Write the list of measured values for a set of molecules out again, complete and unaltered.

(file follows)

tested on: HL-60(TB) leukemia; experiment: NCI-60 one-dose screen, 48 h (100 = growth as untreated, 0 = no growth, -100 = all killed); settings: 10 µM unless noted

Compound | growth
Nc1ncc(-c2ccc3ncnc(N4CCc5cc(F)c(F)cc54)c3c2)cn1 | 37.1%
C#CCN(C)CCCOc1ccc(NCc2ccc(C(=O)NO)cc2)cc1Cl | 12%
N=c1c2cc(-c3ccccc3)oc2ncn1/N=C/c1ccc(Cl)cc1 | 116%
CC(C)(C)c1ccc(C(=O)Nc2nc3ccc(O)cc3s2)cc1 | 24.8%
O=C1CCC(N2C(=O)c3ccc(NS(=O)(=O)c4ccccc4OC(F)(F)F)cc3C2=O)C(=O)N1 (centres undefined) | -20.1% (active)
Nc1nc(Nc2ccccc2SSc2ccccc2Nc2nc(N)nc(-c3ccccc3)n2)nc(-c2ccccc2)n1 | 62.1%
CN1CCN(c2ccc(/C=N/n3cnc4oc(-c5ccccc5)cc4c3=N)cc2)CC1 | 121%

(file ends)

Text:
tested on: HL-60(TB) leukemia; experiment: NCI-60 one-dose screen, 48 h (100 = growth as untreated, 0 = no growth, -100 = all killed); settings: 10 µM unless noted

Compound | growth
Nc1ncc(-c2ccc3ncnc(N4CCc5cc(F)c(F)cc54)c3c2)cn1 | 37.1%
C#CCN(C)CCCOc1ccc(NCc2ccc(C(=O)NO)cc2)cc1Cl | 12%
N=c1c2cc(-c3ccccc3)oc2ncn1/N=C/c1ccc(Cl)cc1 | 116%
CC(C)(C)c1ccc(C(=O)Nc2nc3ccc(O)cc3s2)cc1 | 24.8%
O=C1CCC(N2C(=O)c3ccc(NS(=O)(=O)c4ccccc4OC(F)(F)F)cc3C2=O)C(=O)N1 (centres undefined) | -20.1% (active)
Nc1nc(Nc2ccccc2SSc2ccccc2Nc2nc(N)nc(-c3ccccc3)n2)nc(-c2ccccc2)n1 | 62.1%
CN1CCN(c2ccc(/C=N/n3cnc4oc(-c5ccccc5)cc4c3=N)cc2)CC1 | 121%